Ernest Smith (1907-1975), an established and highly recognized Tonawanda Seneca, Iroquois artist. He produced 240 watercolor and oil paintings in his lifetime, each one capturing a moment of daily life or illustrating Native American mythology.
Smith's work is wonderful, and clearly some is more simplistic with the image centrally located in the painting, and the background is simply left in the color of the original board.
Other paintings (his "Sky Woman", for example) are the opposite: the paint covers every inch, the images have depth, light, shadow, and movement. Smith's paintings are filled with symbolism and knowing what the symbols represent makes his work even that much more beautiful and complex.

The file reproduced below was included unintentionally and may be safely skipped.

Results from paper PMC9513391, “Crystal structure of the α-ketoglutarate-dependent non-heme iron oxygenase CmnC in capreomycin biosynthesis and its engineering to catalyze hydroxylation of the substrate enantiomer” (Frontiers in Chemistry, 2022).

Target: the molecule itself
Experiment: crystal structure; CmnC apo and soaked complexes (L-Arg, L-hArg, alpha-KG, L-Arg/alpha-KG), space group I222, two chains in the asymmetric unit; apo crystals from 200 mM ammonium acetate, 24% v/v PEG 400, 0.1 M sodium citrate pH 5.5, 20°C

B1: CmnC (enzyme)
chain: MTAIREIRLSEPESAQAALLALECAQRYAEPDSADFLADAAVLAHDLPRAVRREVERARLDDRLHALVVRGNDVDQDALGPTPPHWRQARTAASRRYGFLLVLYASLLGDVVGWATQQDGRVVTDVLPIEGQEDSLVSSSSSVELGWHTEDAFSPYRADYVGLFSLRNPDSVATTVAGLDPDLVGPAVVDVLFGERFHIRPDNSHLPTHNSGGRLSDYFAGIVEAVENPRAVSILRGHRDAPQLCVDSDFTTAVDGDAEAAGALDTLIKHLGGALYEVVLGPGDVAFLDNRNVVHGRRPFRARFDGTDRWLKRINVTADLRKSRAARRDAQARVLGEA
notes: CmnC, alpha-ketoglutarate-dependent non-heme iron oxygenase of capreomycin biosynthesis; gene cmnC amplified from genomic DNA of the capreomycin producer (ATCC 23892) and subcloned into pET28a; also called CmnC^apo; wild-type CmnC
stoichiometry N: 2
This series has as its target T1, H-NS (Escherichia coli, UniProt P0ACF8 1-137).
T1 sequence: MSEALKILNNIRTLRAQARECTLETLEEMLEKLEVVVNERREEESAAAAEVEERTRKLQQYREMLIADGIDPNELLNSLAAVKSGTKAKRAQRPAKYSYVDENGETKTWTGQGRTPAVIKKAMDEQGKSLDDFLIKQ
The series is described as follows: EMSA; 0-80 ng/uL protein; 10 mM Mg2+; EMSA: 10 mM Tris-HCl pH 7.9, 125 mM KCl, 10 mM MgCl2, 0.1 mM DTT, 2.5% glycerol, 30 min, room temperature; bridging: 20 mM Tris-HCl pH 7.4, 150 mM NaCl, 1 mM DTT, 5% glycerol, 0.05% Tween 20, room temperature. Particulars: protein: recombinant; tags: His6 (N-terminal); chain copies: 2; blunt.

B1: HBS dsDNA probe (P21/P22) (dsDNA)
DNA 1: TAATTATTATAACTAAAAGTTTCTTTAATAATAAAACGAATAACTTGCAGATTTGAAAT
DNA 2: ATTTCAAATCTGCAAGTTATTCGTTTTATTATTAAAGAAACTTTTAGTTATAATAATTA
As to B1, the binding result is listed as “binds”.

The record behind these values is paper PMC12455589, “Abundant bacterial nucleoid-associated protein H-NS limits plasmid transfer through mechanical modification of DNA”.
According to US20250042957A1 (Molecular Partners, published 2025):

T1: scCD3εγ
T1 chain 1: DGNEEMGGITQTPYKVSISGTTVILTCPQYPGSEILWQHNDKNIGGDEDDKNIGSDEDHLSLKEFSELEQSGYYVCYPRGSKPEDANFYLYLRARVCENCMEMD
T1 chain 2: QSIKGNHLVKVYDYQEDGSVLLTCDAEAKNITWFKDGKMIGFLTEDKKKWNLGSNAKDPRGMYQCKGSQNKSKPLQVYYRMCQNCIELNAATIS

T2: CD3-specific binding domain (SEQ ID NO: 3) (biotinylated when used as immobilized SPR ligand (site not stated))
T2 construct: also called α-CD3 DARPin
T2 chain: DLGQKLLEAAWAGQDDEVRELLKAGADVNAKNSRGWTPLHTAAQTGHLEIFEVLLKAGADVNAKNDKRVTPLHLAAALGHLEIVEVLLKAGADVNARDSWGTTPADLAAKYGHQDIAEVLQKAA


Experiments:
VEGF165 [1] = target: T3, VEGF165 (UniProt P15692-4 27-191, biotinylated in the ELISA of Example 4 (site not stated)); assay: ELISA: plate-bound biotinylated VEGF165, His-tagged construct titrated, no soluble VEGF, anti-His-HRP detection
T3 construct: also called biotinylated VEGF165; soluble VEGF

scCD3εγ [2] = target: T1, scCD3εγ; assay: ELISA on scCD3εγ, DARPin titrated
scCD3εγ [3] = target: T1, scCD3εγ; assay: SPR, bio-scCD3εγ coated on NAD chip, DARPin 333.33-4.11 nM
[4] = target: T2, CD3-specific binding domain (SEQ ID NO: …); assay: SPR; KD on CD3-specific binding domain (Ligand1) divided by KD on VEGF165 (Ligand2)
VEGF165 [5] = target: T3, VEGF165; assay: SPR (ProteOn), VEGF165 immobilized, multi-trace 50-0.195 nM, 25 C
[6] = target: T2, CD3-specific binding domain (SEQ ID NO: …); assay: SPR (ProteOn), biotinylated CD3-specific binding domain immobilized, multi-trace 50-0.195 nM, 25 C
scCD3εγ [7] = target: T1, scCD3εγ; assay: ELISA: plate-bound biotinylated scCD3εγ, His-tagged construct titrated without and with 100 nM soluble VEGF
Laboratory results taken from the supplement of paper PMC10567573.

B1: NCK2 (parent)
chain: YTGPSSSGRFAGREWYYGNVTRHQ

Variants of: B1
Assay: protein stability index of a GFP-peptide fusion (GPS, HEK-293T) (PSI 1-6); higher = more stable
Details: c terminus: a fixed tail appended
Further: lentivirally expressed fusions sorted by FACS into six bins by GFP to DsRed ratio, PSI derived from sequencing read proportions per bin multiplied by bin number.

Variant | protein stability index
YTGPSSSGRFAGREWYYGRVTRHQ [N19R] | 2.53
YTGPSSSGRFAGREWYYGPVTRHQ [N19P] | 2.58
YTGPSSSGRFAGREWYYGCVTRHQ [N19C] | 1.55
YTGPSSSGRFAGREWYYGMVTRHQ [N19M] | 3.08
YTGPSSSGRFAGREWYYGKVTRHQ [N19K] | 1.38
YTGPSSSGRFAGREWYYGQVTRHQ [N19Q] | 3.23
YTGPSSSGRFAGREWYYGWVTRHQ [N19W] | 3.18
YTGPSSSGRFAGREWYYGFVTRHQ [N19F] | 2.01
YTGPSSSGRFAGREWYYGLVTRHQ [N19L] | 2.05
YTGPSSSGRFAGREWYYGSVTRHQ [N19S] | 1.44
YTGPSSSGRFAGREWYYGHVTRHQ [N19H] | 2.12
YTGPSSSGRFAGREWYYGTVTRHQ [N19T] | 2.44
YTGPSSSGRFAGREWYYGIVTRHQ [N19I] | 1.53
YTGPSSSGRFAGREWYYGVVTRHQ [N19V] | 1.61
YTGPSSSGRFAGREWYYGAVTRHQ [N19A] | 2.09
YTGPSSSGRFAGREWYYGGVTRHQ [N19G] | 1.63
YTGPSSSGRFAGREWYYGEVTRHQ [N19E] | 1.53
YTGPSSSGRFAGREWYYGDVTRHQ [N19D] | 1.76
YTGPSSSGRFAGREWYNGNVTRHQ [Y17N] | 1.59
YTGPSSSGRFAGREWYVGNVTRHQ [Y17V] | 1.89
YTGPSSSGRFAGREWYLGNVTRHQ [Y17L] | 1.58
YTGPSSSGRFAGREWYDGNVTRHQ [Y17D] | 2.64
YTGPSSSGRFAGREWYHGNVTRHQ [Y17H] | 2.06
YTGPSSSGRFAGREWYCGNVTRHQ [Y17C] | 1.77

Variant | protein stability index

The original of this watercolor was done in 1938 and after his death the Rochester Museum and Science Center began to reproduce his works as an important cultural legacy.
Notes from this watercolor say: 'Sunflower seed oil served to flavor soups and food, and was used as a hair oil, or consumed as medicine. Pouring boiling water over the wasted, ground and sifted seeds yielded a coffee-like drink."
His artworks retell the origin stories, the history and social life in a marvelous series of paintings that have preserved the simplicity and feel of his people. His work shows us how challenging life was for the subjects in his paintings.
Relatively unknown his work survives at both RMSC and the NYS Museum as well as a small collection at the Iroquois Museum and the Smithsonian.
Vintage frame is really scuffed but the lithograph is in good condition.
And please visit Etsy.OilArts.AffordableArts for more paintings.
Frame: 15 1/2" x 18 1/2" Image: 7" x 9 1/2"